Professional Research Career: How long can I get away with irreverence?

On Thursday I gave a presentation in my high-energy astrophysics class on black hole thermodynamics; I concluded it with an explanation of Hawking radiation and black hole evaporation, sung to the tune of “Turkey in the Straw”.

That’s how I treat presentations: like performances. I’m a first-year grad student, and so far, it’s been a great success. Really, the typical mode of presenting information that you get in academia and professional research is not my style. Surely this can’t last forever, though. Will I be able to defend my thesis in anapestic tetrameter? Present a AAS keynote lecture as a Jedi Knight? Submit a letter to the Astrophysical Journal with comical endnotes? How much of this nonsense is tolerated?

It would seem to me that as long as your facts are solid your methods are fine. You might irritate some people, but as long as your theories and information are unassailable and well thought out they can’t argue with you. Just don’t kick anyone doing a high-energy dance routine while juggling torches and singing about the expansion of the universe.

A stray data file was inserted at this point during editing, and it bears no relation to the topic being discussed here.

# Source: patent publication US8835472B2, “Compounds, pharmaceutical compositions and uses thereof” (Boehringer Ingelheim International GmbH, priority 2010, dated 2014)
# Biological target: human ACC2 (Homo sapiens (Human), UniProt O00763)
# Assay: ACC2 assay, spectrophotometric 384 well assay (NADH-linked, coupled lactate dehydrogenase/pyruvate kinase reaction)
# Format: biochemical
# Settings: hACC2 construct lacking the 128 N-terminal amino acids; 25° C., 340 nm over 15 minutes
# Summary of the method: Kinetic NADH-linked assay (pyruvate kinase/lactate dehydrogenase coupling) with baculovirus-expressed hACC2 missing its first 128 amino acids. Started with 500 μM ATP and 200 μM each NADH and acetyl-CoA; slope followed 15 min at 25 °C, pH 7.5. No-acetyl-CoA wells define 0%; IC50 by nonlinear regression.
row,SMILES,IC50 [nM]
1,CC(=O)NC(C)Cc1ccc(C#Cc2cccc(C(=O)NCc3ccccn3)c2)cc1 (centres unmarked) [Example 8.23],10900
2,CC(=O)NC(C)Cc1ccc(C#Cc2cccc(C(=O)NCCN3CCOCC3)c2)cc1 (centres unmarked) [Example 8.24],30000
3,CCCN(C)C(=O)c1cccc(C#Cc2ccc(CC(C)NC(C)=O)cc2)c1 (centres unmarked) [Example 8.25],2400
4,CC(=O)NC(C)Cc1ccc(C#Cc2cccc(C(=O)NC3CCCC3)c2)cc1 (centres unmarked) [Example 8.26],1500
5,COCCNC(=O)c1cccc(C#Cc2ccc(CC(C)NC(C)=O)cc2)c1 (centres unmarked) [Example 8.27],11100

Hey, astrophysics is a dangerous job; they knew what they were getting into. :wink: Seriously, though, thanks for your tip. I think I’ll keep it up until I get a negative reaction.

The ‘proof’ will be in the pudding. If your classes don’t all decide to drop astrophysics and rather all maintain a keen interest and pass with flying colours, I’d keep doing what you are doing. It sounds great btw. The subjects I hold most interest in are those that have the most entertaining lecturers regardless of the content…and I can imagine astrophysics could be rather a bland old topic of study (especially in the introductory-type classes).

Presentations ARE performances. Some send the audience to sleep, some grab you by the goolies and impart the sort of enthusiasm of which you speak. Find the style that works for YOU, and go with it.

The only thing I would worry about is submitting papers to an academic journal with funny endnotes. Getting published is difficult enough with some of those stuffy and parochial old editors. If you are a newbie to the game, it might be better to wait until you have some more creds up your sleeve before you start exercising a more novel approach.
Good luck though!